Series 60/61/63 Parts
1939-1951 Cadillac Series 60, 61, 63
These early Cadillac Series can be confusing until you know the underlying reasons for the shuffling. All of General Motors was built upon a tiered division of cars. Each division from the entry-level Chevrolet through Pontiac, Oldsmobile, Buick, Lasalle, and at the top Cadillac, was thought to cover all price points for potential car buyers, so that theoretically GM could capture a buyer for life. In the 1930s each division juggled lineups around to cover their segment of the market, and when they saw a gap they tried to fill it. That explains some of the confusion in Series comings and goings.
The other reason was that once GM decided to kill Lasalle in 1940, it left some holes for Buick, positioned below Lasalle, and Cadillac above Lasalle, to fill. This resulted in a somewhat bewildering shuffle of Series names and sometimes odd product meant to cover all bases.
First appearing in 1936 the Cadillac Series 60 was meant to bridge the gap between the Lasalle and Cadillac Series 70. The Lasalle was the “baby Cadillac” division positioned between Buick and Cadillac price-wise. Cadillac manager Nicholas Dreystadt believed a large enough gap existed between the higher-priced Lasalle, and lowest-priced Cadillac, that Cadillac needed to fill the hole with the Series 60. The Series 60 was based off of the GM B-body platform shared with Oldsmobile, Buick and Lasalle.
The Series 60 ran through 1938, replaced by the Series 61 in 1939.
The Series 61 replaced the 60 Series in 1939. Available as a club coupe or sedan on the 126-inch B-body wheelbase, it lasted this one year, then was replaced by the Series 62 in 1940, but was revived in 1941. In 1942 automobile production was halted for WWII, and resumed in 1945 as 1946 models. The Series 61 was included in the Cadillac lineup.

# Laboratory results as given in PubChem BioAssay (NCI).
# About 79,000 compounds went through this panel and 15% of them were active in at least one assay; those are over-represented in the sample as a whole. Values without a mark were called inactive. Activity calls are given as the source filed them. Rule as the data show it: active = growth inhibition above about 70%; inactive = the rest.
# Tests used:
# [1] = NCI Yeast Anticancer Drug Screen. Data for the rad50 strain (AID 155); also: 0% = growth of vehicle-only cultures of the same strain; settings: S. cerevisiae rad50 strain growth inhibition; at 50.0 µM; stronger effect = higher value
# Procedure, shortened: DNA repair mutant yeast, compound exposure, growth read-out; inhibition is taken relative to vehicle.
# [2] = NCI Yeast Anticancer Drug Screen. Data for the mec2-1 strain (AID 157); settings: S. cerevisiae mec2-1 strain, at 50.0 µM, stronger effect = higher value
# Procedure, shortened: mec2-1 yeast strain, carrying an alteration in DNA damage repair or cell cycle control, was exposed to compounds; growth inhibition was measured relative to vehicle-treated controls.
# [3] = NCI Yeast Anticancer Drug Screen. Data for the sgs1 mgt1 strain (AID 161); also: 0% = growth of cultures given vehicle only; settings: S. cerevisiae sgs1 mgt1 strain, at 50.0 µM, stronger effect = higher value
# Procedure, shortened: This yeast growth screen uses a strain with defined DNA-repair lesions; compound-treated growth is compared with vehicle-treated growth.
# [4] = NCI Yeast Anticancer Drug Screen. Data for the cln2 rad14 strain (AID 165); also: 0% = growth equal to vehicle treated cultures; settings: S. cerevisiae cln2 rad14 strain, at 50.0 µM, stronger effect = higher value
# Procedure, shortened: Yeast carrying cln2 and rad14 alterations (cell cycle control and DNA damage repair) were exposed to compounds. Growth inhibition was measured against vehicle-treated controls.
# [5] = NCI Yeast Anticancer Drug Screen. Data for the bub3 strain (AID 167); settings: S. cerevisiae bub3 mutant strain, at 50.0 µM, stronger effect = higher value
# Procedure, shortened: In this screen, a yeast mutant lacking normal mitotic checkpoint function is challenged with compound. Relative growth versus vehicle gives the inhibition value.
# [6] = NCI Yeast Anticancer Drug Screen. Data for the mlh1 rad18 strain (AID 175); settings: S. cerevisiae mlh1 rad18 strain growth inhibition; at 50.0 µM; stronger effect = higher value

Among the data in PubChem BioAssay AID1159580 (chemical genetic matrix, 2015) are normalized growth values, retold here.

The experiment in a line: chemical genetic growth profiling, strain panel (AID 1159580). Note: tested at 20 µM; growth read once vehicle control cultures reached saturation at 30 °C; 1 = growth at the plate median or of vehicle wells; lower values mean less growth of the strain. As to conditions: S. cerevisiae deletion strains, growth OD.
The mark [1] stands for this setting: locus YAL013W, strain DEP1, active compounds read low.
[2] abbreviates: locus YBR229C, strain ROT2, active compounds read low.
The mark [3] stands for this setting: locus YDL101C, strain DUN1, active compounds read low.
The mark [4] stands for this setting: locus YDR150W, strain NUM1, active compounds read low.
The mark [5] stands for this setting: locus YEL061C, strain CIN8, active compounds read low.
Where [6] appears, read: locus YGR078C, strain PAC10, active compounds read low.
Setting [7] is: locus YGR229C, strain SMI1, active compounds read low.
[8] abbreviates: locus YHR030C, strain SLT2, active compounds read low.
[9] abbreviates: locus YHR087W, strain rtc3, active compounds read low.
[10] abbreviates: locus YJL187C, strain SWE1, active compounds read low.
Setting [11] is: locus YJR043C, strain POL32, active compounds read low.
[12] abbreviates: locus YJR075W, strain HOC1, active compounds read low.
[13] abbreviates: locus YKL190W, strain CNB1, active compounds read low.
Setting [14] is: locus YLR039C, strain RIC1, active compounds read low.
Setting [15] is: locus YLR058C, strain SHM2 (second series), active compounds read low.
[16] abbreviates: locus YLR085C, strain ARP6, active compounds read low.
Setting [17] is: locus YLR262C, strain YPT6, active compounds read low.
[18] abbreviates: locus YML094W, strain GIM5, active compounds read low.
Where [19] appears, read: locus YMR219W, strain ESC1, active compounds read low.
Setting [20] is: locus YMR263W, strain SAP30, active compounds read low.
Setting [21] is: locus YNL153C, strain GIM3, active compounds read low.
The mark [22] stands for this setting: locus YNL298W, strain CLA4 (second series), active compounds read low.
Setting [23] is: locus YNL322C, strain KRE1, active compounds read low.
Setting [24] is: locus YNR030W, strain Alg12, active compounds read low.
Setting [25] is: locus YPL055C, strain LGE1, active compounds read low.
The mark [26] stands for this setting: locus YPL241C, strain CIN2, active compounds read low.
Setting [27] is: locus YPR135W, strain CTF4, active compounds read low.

In 1948 when the new Cadillac C-body was introduced, it included the Series 61, which up to this point was on the smaller B-body chassis. Aligned so close to the Series 62, which also was based on the C-body, there was not enough differentiation to justify both series, and so the Series 61 was moved back to the smaller B-body in 1950.
Without enough sales to justify continuation, the Series 61 line ran through 1951 and was discontinued.
Plans had already progressed for a 1941 Lasalle when it was decided to discontinue it after 1940. The Series 63 was basically the intended 1941 Lasalle turned into a Cadillac. Available for this one year, sales reached 5,030 units. By 1942 it was determined that Series 61 could break down options and price points to cover what the separate Series 63 represented, eliminating the confusion and added expense of marketing this separate series.